Rather than give any more attention to the people who attacked New York 10 years ago, I wanted to recognize a man who helped give the city its reputation for sky-scraping towers.
Louis J. Horowitz, a developer in the first decades of the 20th Century, embodied the spirit of towering achievement. Arriving in New York in 1892, he came to the States with little more than burning ambition. Beginning as an errand boy earning $3 a week, he would later go on to build New York’s Equitable Building and Waldorf Astoria hotel, and, in 1910, the Woolworth Building. For 20 years, this masterwork would remain the world’s tallest building at 792 feet and a then-astounding 57 stories. Here is Horowitz’s story, as told in the pages of the Post in 1936:
For a while in that period, I could afford only two meals a day. For breakfast I would get coffee and two doughnuts—these cost only a nickel, but they filled me up. At night I would go to a restaurant where, for fifteen cents, I could get a dish of meat and potatoes and help myself to the bread that was placed on the table. I was always hungry, and I was becoming thinner with each day. I had been delicate for some years, so the wonder is that I lived. As winter came on, time after time, with teeth chattering, I would arise from beneath thin coverings to find that the water in the pitcher on the washstand had turned to ice.
By hard work and diligently saving for seven years, Horowitz scraped together $2,000. This, along with a loan for $7,000 enabled him to finance the construction of his first apartment, which he later sold for a profit of $5,000
His success and reputation for ethical work eventually helped him win contracts to build New York’s Waldorf-Astoria hotel and the Equitable Building (pictured above), which, in an event that would weirdly presage the later attack on the World Trade Center, was struck by an errant missile in 1942. But his greatest achievement was the construction, in 1910, of the Woolworth Building, which remained the world’s tallest building for 20 years. At 792 feet, its 57 stories stretched so high above Manhattan that its upper floors were lost in clouds.
Its construction posed challenges that Horowitz never faced before.
I remember that the steel members were of such heavy weight that we had to survey the routes over which they were to be hauled to the site. We wanted no cave-ins! Below the surface of New York streets, there is a deep and complex mechanical jungle. Raw power in the form of electricity, steam, and gas, is channeled just under all the city’s [traffic]… likewise, down there is a root-like system of wires, pipes and larger tubes that provide means for the transport of everything from the human voice to the human body. We had to give thought to gigantic water mains, subterranean railroads, vaulted sewers… Some of that sub-surface structure lies almost as deep in the rock under New York as the Woolworth Building rises above it.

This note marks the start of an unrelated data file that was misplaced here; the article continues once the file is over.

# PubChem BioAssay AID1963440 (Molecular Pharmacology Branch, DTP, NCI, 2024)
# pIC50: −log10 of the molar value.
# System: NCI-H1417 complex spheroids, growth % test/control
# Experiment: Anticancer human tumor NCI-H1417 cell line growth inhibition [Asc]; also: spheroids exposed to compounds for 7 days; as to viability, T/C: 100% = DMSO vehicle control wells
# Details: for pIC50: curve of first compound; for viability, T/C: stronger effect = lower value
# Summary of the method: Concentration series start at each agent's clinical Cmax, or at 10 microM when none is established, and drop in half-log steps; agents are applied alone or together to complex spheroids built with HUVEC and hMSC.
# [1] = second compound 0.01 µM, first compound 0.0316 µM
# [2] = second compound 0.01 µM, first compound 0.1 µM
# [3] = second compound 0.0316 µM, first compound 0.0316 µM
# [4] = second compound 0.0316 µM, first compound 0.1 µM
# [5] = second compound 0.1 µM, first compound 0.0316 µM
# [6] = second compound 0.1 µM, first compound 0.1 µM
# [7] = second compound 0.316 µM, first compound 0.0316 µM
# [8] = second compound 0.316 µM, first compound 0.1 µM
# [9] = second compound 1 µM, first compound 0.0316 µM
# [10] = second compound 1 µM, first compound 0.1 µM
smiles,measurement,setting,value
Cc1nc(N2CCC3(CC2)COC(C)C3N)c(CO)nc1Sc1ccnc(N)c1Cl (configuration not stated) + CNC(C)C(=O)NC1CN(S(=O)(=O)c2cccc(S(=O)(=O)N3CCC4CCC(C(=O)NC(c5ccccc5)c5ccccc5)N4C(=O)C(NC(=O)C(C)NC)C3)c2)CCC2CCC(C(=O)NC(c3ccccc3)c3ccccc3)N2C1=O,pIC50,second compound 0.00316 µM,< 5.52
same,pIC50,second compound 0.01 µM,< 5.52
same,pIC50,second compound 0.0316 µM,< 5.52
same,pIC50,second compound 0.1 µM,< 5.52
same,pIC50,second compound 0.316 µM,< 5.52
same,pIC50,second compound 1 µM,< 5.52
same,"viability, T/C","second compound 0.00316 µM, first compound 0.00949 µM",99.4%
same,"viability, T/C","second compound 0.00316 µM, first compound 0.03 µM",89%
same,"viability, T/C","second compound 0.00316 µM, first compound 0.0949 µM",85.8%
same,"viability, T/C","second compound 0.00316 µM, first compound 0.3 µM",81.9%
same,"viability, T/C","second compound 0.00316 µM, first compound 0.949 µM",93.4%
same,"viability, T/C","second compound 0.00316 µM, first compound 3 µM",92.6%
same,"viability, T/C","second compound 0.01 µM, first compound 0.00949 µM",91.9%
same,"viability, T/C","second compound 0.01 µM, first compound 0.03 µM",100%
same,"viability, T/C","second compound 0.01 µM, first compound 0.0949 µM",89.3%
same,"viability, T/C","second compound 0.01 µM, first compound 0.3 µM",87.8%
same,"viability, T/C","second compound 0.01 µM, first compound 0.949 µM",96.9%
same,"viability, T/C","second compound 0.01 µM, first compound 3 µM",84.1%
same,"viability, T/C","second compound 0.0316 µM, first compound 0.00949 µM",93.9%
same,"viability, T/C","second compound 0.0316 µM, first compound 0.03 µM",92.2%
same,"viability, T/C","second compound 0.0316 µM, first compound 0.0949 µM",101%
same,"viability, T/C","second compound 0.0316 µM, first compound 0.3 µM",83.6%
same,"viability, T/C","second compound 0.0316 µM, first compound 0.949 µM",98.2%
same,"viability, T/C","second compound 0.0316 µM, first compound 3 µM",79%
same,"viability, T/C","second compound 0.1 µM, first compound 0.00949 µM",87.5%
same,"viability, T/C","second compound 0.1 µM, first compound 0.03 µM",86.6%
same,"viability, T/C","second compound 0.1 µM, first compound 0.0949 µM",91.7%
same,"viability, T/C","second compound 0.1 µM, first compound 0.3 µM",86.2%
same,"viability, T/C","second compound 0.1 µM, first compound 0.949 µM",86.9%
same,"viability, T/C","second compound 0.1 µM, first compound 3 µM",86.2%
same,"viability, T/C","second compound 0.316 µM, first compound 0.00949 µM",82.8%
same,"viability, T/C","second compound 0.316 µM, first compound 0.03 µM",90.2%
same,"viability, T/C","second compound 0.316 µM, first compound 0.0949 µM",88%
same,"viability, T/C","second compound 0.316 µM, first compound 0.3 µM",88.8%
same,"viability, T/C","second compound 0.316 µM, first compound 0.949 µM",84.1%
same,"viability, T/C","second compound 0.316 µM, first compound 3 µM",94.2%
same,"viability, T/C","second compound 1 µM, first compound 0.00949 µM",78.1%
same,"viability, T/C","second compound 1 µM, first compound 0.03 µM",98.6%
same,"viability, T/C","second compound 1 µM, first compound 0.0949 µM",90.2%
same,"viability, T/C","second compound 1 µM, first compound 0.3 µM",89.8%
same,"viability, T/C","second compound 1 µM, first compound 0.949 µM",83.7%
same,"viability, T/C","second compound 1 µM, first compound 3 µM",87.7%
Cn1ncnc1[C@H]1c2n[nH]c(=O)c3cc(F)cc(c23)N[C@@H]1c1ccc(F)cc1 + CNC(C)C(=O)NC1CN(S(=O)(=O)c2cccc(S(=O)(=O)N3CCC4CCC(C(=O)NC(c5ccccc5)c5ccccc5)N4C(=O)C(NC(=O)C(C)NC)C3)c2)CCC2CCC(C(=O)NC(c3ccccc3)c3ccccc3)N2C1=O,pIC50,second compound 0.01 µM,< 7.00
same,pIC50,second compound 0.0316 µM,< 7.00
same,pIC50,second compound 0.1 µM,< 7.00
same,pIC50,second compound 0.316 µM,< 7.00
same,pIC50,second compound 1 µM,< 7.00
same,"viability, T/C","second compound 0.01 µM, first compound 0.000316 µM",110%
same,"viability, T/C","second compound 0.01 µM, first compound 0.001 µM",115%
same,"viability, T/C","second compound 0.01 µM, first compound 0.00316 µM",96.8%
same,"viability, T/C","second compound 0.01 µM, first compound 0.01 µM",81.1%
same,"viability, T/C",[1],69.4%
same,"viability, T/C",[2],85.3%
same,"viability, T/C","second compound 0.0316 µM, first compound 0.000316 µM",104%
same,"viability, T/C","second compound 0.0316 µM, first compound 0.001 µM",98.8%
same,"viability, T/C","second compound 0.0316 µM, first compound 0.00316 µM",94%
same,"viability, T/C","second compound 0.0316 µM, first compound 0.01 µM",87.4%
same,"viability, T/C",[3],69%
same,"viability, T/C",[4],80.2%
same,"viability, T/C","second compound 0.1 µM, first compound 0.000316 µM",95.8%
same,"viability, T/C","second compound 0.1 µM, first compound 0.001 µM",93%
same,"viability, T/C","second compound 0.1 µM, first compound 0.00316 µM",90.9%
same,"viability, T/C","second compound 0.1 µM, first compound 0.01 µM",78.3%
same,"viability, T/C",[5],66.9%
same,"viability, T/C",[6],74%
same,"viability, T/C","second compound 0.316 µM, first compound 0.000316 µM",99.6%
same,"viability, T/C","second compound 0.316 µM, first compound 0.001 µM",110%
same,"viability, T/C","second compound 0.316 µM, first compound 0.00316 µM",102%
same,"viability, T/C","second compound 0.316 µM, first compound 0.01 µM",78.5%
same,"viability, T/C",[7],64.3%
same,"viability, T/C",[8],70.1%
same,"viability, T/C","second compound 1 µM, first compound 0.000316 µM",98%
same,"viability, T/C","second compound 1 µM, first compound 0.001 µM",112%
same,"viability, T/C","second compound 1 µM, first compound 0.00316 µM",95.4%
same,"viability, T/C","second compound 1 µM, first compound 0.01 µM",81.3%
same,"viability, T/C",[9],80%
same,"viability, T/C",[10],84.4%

What we were going to do was to build into the air a structure of equal complexity. Our water supply was to be a vast fountain; our vertical sewer system as large as that of a small town; our railroads—the elevators—were vertical, too.
Scaffolds and hoisting engines of the kind we needed did not exist; we had to create them. Equipment had to be devised to lift loads which never before had been lifted, and to lift them to unprecedented heights. [We had to hoist] all material halfway and then relay it to a second hoisting machine to lift it higher.
Surprisingly, Horowitz was uncomfortable with the idea of skyscrapers, which he considered monuments to personal egos.
Throughout my career as a builder, I argued… the immorality of uncommonly big buildings. It should be obvious that an extraordinarily large building poaches sunlight and air from smaller neighbors. [Other cities] do not permit the construction of buildings so large that they would hog a disproportionate share of the water supply, sewers, sunlight, air, and transport.
Socially, the gigantic buildings are, to my way of thinking, quite wrong… it would be utterly impossible to cover [even 30%] of Manhattan with tall buildings. The streets could not take care of the traffic of such buildings. The water supply would be inadequate, and the sewers, too. The sidewalks would become a solid mass of suffocating humanity. Such a piece of foolishness is unthinkable, and, anyway, there are not enough people to serve as tenants.
No city was ever meant to contain the buildings of fabulous size—fifty, sixty, seventy stories and more—that have been attached like monstrous parasites to the veins and arteries of New York. Those who create such buildings, in my opinion, are taking an unfair advantage of their neighbors, of their fellow property owners, of their fellow citizens.
Horowitz couldn’t have foreseen how New York, and its population would continue to grow. Just as he couldn’t have imagined that skyscrapers would someday inspire fear and envy among fanatics.
But in the wake of 9/11, he wouldn’t have been surprised by the construction of the new One World Trade Center. When completed in 2013, it will be the world’s tallest office building (and able to withstand the impact of a 747). He probably would have been proud to see the beacon atop its spire, at 1776 feet, flashing out the city’s energy, resolve, and defiance to the world.